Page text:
Accordingly, there are two central issues with which this article is concerned. First, it seeks to critically locate the cases of Sacred Games season one and two within India’s legal-institutional film certification apparatus, and the peculiar practice of extralegal/informal censorship of films in India by political, cultural, and religious groups or individuals through protests, (temporary) bans, or legal-judicial action specifically on the grounds of “hurt” sentiments. (For the purposes of this article, “hurt” sentiments are loosely defined as hurt religious, cultural, regional, or political sentiments.) To this end, I draw connections between the cases around the two seasons of Sacred Games and earlier cases of extralegal/informal film censorship of the Bollywood films  Aarakshan and Padmaavat. While India has diverse film industries producing films in over 15 different regional languages, the cases of film censorship I refer to are of Hindi language, Bollywood films, which limits the scope of my analysis of extralegal censorship in India to one regional film industry.

 

Second, this article also seeks to explore the (un)certainties surrounding the future of digital streaming content regulation in India by piecing together key discursive events from media reports and briefly discussing three future possibilities around digital streaming content regulation in India: (1) amending the Cinematograph Act to bring digital streaming content under its purview; (2) formulating a new set of regulations for digital streaming content; (3) accelerating the enforcement of the “Code for Self-Regulation of Online Curated Content Providers (OCCPs), the aforementioned self-regulatory code signed and adopted by a group of digital streaming service providers in January 2019 in the aftermath of the Sacred Games case.

 

 

Film Certification or Censorship?: Legal-Institutional Frameworks

In order to situate the politics of extra-legal or informal film censorship, as well as to understand socio-political attitudes towards film censorship and how film certification came to be synonymous with film censorship, it is critical to study the legal apparatus concerning film censorship in India. The Constitution of India, under Part III, Article 19(1)(a), enshrines the fundamental right to freedom of speech and expression, which includes the freedom of speech and expression of the press and media. However, Article 19(2) provides a qualifying clause, stating that, Article 19(1) does not affect any existing laws or prevent the State from making any law as long as these laws provide for reasonable restrictions on the right to freedom under Article 19(1) in the interest of “the sovereignty and integrity of India, the security of the State, friendly relations with foreign States, public order, decency or morality, or in relation to contempt of court, defamation or incitement to an offence.”[7]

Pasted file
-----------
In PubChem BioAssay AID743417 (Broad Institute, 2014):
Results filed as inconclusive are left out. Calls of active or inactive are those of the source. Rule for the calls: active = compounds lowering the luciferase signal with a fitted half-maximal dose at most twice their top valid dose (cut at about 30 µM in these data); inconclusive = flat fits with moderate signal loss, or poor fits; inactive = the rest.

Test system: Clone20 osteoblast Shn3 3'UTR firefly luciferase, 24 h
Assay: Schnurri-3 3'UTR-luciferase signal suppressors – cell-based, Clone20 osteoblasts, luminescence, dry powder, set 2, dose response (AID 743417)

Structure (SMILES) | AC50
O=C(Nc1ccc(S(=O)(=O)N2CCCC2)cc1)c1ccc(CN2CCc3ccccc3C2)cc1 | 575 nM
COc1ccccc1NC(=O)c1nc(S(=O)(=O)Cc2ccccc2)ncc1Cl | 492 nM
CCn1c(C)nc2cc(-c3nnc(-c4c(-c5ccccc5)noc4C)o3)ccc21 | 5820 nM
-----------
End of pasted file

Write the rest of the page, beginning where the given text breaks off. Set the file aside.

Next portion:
The Cinematograph Act, promulgated on March 21, 1952, is the legislation governing film certification in India. The Central Board of Film Certification (CBFC) is the executive arm that has the power to issue film certifications, with or without recommended modifications, deletions or additions, on a case by case basis. The types of certifications issued include, “U” (unrestricted public viewing), “U/A” (unrestricted viewing with a discretion for children under 12 years of age), “A” (restricted to adults), and “S” (restricted to a special class of people; for example, any professional group).

 

The Cinematograph (Certification) Rules, passed on May 9, 1983, lays down the procedure for the application, examination, issuance, revisions, and appeals process through the formation of a Film Certification Appellate Tribunal and by petition to the Supreme Court of India.[8] Three important sections of The Cinematograph Act to consider are section 5B, which defines the guiding principles for certification based on the constitutional provisions for reasonable restrictions on freedom of speech and expression; section 5E, which talks about cases where the CBFC can revoke or suspend a film that has been certified on certain grounds that contravene the directives of the CBFC); and section 13(1), which delineates the power of the Central Government or local authorities to suspend exhibition of films in certain cases within their jurisdiction at the local, state, or national levels, which can last no longer than two months.